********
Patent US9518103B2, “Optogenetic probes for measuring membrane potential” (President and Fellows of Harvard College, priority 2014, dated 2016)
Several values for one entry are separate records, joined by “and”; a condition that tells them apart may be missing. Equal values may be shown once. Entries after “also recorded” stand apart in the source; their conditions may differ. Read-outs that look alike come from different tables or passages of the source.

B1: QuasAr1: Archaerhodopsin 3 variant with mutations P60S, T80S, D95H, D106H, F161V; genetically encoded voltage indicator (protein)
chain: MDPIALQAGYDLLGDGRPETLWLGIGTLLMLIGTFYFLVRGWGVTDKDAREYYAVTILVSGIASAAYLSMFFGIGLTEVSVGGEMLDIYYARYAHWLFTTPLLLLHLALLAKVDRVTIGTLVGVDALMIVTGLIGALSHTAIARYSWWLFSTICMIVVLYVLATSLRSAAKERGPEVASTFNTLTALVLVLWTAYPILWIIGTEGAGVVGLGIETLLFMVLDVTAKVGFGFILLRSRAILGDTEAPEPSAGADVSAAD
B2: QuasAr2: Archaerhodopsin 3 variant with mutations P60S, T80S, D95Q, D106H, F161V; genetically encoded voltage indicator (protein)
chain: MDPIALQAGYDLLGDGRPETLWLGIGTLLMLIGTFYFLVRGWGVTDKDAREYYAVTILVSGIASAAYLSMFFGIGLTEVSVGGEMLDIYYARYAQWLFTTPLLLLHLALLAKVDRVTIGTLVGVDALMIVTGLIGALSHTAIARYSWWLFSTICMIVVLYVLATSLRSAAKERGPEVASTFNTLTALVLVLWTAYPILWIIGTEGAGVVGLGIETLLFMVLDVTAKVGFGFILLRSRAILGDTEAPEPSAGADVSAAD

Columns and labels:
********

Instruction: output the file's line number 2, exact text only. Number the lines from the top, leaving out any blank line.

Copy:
Several values for one entry are separate records, joined by “and”; a condition that tells them apart may be missing. Equal values may be shown once. Entries after “also recorded” stand apart in the source; their conditions may differ. Read-outs that look alike come from different tables or passages of the source.